June 2020 will be remembered as the greatest cultural purge of American history in more than a century. As radicals capitalized on tragedy and sorrow to create an environment of fear and chaos, a clear message emerged: “Destroy the past.” Tear it down. Burn it. Leave standing no landmarks to our liberties.

Within the span of three weeks, hundreds of monuments were decapitated, desecrated, destroyed, or removed. And not just in the United States, but around the world. From Columbus to Churchhill, Jefferson to Jackson, mob leaders directed their followers to leave no stone unturned.


“If the foundations are destroyed, What can the righteous do?” —Psalm 11:3

Politicians and community leaders got the message. Many trembled in fear. Others capitulated. Some turned a blind eye as landmarks were destroyed. In states like Connecticut, New Mexico, Texas, and Virginia, some mayors attempted to appease mobs by sending crews to remove the very statues which the violent protestors were unable to topple. Citing concern over police violence, the much-beloved bronzes to the Texas Rangers were removed by officials from Dallas Love Field Airport and Texas A&M University.

The desecration of America’s cultural heritage was not limited to statues of peace officers and generals of the Confederate States of America, but to veterans of numerous wars, as well as notable figures of the pre-colonial, colonial, and early republic periods.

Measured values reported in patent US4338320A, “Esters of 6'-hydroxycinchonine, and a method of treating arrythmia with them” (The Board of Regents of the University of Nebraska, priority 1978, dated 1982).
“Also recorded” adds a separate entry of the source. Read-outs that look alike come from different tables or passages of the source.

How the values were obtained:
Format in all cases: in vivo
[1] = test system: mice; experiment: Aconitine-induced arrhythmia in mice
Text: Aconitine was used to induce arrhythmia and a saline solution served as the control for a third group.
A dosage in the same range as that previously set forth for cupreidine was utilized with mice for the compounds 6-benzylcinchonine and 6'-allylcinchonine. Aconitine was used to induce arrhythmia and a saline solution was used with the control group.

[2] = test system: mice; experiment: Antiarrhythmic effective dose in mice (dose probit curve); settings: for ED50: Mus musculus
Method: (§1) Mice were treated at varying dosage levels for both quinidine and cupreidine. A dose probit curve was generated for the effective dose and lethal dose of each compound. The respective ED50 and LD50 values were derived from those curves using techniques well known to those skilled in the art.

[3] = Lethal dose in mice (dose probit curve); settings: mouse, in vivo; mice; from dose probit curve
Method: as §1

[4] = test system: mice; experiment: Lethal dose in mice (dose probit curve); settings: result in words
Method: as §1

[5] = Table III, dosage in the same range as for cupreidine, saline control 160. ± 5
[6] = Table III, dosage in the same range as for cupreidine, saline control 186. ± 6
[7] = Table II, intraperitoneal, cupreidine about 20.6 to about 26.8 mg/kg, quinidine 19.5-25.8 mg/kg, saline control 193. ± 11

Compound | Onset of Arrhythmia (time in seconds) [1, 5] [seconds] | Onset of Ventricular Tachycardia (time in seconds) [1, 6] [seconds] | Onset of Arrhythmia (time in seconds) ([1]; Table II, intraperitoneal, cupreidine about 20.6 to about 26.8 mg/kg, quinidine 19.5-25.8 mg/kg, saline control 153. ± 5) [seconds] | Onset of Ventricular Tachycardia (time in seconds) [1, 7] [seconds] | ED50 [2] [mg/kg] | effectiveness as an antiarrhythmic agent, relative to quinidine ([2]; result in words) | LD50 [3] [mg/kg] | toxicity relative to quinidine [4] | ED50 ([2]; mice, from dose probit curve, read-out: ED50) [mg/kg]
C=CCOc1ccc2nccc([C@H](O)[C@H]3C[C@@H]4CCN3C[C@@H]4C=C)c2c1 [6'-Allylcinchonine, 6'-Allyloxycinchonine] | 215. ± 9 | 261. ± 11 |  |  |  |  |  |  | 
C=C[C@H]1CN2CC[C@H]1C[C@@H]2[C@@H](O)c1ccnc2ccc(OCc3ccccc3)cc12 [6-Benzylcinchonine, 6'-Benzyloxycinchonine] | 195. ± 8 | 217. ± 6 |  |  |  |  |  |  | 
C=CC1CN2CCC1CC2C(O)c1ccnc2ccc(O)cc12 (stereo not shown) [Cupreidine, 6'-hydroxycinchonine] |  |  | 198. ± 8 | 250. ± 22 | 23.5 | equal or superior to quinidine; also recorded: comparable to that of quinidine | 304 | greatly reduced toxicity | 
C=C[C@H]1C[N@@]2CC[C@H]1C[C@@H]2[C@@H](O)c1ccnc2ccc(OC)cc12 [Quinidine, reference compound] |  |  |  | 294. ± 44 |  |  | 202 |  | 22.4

The vandalism and defacement even included a notable monument to black soldiers fighting for the Union during the 1860s and a marker in South Carolina to the tragedy of public auctions of humans during the height of the slave trade.

There were many to stoke the flames of violence. One Alabama college professor tweeted instructions to the mobs on the most effective strategies for violently tearing down statues. Prominent commentators associated with national news outlets, like CNN, explained that the destruction of monuments to Christopher Columbus was just the first step. They demanded the removal of landmarks and memorials to the Founding Fathers, beginning with Washington and Jefferson. Statues are to be torn down, streets renamed, and public reminders of the patriots of 1776 must be removed out of respect for those who “might be offended” by their presence.


“My people are destroyed for lack of knowledge.” —Hosea 4:6

CNN’s Angela Rye made this astonishing claim:

“We have to get to the heart of the problem here. The heart is the way many of us were taught American history… George Washington was a slave owner…. He wasn’t protecting my freedoms… To me, I don’t care if it’s a George Washington statue or Thomas Jefferson, they all need to come down.”

Even memorials to President Abraham Lincoln were called into question. After all, the public was reminded that Lincoln advocated relocating slaves to Africa, his Emancipation Proclamation only applied to slaves in the Southern states, and he appointed a slave owner by the name of Ulysses S. Grant to lead his troops.